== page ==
Shoring up Maryland's coastline against sea-level rise

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Associate professor Celso Ferriera and graduate student lift sensor out of the water
Associate professor Celso Ferreira (on right) and graduate student Tyler Miesse lift sensors out of the water along Maryland's coast. Photo by Jay Flemming.

According to scientists, the Chesapeake Bay region has one of the highest rates of water level rise in the U.S., due to sea-level rise and sinking land. In the next 30 years, scientists predict that Maryland may see as much as an additional two feet of sea-level rise. Marylands coastline, however, has an abundance of habitats that can help mitigate the effects of sea-level rise, including marshes and submerged aquatic vegetation.

Celso Ferreira, associate professor from the College of Engineering and Computing, has teamed up with Marylands Department of Natural Resources and the Nature Conservancy to predict the effects of sea-level rise and consider strategies to address the situation as part of a three-year $738,000 grant from the National Oceanic and Atmospheric Administration (NOAA). The project, called Quantifying the benefits of natural and nature-based features in Maryland’s Chesapeake and Atlantic Coastal Bays to inform conservation and management under future sea-level rise scenarios,” will measure the water levels and the wave energy during extreme events in various locations along Maryland’s extensive shoreline.

The base sea level is going up and of course when a hurricane, Noreaster, or a regular storm hits the Chesapeake in the future, the water level is higher, and we expect to see more flooding,” says Ferreira. The other thing we are investigating is coastal marshes and the protection they provide to the coastline.”

The team uses sensors, placing the instruments in the water so they can measure the storms of today and collect information about the protection the natural areas are providing. After the researchers download the data, they use computer modeling to extend that data into a future time. As they do this, the team runs a variety of climate change scenarios.

Ferreira says the biggest limitation is that they cant physically and financially put sensors across the entire state. Thats where the other stakeholders come in. We rely on stakeholders to help us decide the most representative and strategic locations that we should be monitoring,” he says, So, there are six and there is a lot of generalization that we do. Thats where the computer modeling comes in.”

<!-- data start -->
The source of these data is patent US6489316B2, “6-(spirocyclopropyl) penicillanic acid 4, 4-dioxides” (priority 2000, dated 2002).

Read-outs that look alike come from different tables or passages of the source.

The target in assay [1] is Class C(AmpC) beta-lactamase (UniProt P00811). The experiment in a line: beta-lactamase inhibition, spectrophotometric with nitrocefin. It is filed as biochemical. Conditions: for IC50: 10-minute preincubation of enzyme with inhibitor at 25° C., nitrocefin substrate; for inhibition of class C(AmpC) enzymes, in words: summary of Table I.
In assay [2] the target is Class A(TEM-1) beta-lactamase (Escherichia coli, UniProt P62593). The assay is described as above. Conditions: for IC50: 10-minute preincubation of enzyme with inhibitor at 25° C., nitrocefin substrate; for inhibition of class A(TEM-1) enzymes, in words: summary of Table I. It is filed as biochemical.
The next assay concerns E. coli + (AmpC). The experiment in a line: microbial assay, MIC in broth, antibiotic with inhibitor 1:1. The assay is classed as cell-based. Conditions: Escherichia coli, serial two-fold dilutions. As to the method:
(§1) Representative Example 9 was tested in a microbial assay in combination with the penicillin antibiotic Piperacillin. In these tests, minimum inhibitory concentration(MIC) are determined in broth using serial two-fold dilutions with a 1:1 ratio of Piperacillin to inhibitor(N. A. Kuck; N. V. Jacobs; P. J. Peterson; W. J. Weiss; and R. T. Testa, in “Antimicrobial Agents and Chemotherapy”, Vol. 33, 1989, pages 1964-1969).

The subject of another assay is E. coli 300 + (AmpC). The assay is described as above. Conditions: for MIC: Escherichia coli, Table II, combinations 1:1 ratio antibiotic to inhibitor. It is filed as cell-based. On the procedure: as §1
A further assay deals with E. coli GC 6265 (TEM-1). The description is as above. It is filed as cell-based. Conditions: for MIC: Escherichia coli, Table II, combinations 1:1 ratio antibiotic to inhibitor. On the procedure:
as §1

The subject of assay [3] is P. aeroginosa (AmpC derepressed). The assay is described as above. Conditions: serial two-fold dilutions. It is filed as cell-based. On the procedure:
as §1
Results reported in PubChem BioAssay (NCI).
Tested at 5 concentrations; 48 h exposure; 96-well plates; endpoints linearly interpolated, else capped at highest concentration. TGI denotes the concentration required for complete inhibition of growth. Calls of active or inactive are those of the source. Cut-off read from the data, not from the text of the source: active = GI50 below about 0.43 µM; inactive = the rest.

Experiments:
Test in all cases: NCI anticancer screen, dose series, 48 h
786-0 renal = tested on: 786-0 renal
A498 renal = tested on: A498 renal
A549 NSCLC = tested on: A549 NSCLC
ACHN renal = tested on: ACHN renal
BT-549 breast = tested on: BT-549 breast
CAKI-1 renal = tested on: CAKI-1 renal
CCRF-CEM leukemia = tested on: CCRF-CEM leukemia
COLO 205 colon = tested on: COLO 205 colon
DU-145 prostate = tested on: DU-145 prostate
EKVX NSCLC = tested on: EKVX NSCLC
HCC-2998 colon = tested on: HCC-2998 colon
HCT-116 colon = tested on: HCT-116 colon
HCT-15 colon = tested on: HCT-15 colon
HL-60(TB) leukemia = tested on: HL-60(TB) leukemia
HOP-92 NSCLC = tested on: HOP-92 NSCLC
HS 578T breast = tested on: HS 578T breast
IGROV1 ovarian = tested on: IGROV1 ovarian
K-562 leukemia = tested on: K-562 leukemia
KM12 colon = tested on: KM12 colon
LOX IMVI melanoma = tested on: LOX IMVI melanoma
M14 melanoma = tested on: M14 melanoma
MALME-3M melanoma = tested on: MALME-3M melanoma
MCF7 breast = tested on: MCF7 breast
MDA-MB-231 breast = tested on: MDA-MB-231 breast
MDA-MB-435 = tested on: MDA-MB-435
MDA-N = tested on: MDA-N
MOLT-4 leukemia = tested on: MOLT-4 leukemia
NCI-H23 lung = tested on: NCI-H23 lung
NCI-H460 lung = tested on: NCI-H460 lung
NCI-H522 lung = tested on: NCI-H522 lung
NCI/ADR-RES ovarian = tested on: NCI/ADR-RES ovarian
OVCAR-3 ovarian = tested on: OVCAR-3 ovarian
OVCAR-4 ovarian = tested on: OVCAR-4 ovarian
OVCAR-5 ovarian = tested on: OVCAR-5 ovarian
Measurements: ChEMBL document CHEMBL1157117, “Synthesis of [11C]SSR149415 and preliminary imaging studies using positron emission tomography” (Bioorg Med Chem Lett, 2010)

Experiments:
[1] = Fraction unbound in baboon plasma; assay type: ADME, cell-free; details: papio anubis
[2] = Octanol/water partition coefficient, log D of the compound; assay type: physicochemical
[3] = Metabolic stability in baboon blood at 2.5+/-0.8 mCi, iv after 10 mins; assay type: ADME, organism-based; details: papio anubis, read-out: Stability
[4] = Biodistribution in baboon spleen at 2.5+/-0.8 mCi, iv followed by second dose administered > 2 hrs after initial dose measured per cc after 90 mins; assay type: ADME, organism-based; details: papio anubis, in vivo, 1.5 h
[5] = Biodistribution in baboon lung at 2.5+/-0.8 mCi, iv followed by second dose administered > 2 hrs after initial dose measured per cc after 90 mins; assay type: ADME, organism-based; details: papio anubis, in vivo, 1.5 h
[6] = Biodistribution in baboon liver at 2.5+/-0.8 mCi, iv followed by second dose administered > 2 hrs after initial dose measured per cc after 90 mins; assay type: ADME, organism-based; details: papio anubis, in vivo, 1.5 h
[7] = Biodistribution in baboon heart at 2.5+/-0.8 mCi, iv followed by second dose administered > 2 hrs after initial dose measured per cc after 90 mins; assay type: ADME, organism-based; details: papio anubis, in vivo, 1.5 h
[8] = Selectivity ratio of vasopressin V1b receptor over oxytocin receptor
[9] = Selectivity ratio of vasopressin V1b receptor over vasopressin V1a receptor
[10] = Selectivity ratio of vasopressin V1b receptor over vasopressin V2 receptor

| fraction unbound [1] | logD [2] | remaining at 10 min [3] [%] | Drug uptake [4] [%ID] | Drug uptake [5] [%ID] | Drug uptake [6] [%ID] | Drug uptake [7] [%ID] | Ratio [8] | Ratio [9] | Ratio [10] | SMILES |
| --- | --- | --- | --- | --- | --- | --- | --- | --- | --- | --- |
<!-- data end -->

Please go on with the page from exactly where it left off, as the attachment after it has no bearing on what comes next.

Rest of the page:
The team will be measuring living shorelines, the marsh, different types of vegetation, freshwater marsh, saltwater marsh, and the coastal bays. To do this they rotate the sensors around to collect data that provides the information they need. Due to underwater conditions during extreme events, and because they do not have telemetry equipment, the team must travel to the marshes to place the sensors, retrieve them, download their data, and then replace them.

In a pilot study from Deal Island, Ferreira and his team discovered that depending on the size of the wave and the amount of water, marshes can absorb up to 90 percent of wave energy. If its a huge wave and a lot of water you dont get 90 percent,” he says. One of the things that were studying is how that protection is changing with climate change. We think when theres more water, the protection lessens.”

The results from the project will help Marylands Department of Natural Resources assess the various scenarios and develop strategies to effectively cope with the situation.

In a nutshell, the work will give us a window into the future, to see what kind of protection we can expect and thats going to offer the state information so that they can proactively prioritize adaptation strategies,” says Ferreira.